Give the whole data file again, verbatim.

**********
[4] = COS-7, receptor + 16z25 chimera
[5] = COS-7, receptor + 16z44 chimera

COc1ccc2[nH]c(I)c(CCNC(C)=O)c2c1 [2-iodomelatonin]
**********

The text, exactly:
[4] = COS-7, receptor + 16z25 chimera
[5] = COS-7, receptor + 16z44 chimera

COc1ccc2[nH]c(I)c(CCNC(C)=O)c2c1 [2-iodomelatonin]